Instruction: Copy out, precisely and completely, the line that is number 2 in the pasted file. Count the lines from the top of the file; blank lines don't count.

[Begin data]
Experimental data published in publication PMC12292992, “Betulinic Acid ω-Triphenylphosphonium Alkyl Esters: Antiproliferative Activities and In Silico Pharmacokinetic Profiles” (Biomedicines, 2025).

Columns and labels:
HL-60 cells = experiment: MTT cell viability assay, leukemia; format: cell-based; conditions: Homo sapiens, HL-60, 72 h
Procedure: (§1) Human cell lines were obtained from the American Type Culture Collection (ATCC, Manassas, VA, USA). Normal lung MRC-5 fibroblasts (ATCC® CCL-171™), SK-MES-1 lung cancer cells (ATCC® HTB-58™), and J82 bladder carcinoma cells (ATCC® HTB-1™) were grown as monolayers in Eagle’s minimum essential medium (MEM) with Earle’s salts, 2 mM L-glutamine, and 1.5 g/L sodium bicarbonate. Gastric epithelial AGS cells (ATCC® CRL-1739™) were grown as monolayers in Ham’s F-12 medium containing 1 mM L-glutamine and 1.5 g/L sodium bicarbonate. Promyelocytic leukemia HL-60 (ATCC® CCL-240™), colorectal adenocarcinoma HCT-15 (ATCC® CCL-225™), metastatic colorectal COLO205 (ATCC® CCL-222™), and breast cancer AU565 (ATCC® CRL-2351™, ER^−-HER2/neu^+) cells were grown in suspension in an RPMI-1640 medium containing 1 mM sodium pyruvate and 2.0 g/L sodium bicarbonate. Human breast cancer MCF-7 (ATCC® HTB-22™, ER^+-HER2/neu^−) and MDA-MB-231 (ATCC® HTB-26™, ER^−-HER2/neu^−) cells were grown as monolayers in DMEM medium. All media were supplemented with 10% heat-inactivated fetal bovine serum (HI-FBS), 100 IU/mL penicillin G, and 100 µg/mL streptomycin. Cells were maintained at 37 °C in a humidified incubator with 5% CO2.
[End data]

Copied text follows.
Columns and labels: